Thousands of George Mason University students and alumni weaved through numerous employer tables lined up around the lower level of the Johnson Center eager to find job opportunities at the Fall Career Fair.
“I’m definitely looking to get my foot in the door with an internship starting this year,” said Lindsay Dombroff, a junior majoring in criminology, law, and society who was able to talk with recruiters from the National Security Agency.
The Fall Career Fair, on September 28 and 29, included more than 240 employers promoting internships, part-time jobs, and full-time positions, with start dates ranging from now through next summer.
“My career field is so broad, and there’s so many things I could do,” Dombroff said.
The career fair, she said, “definitely helps narrow down my choices and puts me in a specific direction of where I want to go.”
The annual event brought in 3,178 students across both days, said Saskia Campbell, executive director of University Career Services.
Abhijeet Ghadge, who’s pursuing a master’s degree in computer science, went specifically to talk with Amazon Web Services and Yahoo about full-time software development positions, for which, he said, he will now apply.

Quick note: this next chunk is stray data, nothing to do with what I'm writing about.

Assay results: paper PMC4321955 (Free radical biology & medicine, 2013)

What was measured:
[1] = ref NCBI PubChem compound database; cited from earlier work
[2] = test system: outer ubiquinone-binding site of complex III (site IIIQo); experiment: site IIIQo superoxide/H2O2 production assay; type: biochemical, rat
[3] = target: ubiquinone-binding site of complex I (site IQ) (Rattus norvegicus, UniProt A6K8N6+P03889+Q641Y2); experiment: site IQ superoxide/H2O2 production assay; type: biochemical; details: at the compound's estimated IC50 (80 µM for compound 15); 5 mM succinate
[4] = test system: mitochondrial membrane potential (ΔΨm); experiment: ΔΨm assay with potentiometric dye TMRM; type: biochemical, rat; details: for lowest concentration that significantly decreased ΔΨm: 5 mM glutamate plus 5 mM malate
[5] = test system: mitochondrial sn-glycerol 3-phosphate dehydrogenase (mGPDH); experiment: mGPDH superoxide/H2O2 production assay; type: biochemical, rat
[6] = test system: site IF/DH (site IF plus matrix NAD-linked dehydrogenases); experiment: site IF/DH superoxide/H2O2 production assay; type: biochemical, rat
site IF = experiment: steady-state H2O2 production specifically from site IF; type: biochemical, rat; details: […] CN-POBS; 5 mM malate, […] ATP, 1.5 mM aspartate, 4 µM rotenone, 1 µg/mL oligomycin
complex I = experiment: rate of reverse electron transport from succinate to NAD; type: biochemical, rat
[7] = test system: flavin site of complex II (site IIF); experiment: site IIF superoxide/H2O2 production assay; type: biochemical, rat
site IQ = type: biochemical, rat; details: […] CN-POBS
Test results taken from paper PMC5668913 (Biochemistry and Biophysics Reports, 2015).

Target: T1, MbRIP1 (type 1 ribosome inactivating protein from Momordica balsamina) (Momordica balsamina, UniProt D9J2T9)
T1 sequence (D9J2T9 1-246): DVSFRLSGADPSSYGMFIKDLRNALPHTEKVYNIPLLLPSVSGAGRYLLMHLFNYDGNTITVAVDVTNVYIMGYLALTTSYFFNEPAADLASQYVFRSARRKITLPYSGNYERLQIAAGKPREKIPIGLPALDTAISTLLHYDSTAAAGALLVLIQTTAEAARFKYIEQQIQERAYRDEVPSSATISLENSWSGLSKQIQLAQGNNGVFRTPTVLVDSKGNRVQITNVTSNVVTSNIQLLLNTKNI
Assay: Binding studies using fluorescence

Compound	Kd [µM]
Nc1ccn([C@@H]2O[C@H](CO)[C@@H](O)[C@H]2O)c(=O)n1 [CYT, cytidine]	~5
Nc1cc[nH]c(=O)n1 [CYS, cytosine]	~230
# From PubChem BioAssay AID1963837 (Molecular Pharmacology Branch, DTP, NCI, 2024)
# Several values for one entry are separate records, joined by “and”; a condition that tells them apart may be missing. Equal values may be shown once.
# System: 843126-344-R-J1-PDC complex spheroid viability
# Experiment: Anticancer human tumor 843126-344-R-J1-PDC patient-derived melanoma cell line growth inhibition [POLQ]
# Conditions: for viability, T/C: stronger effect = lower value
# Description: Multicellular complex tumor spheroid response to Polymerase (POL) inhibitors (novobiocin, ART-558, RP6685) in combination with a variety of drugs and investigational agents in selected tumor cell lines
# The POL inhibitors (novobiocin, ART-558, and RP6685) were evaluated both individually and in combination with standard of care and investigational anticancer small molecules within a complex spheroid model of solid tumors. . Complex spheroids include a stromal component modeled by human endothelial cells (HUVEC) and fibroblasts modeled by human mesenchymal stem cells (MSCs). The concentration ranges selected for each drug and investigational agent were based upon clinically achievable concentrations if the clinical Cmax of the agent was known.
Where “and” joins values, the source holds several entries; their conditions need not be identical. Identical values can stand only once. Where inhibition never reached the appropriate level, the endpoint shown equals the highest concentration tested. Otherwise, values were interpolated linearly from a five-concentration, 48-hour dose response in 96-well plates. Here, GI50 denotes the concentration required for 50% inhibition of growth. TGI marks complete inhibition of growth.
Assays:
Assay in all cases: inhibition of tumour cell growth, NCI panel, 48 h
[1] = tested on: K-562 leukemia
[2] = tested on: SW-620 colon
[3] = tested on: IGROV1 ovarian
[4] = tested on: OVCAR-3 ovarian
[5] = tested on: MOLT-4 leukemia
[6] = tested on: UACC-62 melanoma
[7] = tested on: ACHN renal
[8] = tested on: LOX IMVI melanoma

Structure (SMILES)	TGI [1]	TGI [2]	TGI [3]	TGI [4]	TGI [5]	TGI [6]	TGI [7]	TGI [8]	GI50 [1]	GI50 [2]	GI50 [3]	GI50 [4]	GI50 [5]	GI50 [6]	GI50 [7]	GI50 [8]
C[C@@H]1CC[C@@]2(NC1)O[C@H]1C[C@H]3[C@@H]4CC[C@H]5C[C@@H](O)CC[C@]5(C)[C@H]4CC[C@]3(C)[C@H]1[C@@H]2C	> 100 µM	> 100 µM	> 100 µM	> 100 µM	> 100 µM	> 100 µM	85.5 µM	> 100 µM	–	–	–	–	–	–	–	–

It was helpful for Ghadge to talk one-on-one with recruiters and learn what preparations he needs to make to get the job he wants, he said.
Many of the employers had Mason alumni representing their company, including Capital One, Baker Concrete Construction, and Allan Myers.
Jennifer LoGiurato-Rider, campus recruiter for Allan Myers, attended the fair with Mason alum and Allan Myers Project Engineer Kassi Zeigler, BS Management ’20, and said they had already invited a few students to the next step in their application process.
Other employers had current Mason students helping with recruitment.
Asia Thomas, a senior business major, said she has held several internships with the U.S. Government Accountability Office and will start another with the agency in a few weeks. She stood behind the employer table, meeting with fellow students and telling them about interning at the government office.
“We want Mason students because we’re in the area in D.C., so we want to stay local,” Thomas said, highlighting one of the benefits of Mason being in the Washington, D.C., metropolitan region.
Some employers that are part of Mason’s on-campus interview program are looking to fill interviews scheduled for later this semester, Campbell said. Students can find positions and interview schedules in Handshake, a portal that connects students and employers.
That way, Campbell said, “You don’t have to wonder how serious they are, when they are going to hire, or how long it is going to take. These employers are ready to act and expedite moving students to the interview phase.”
For many, the Fall Career Fair has been a key step in planning for the future.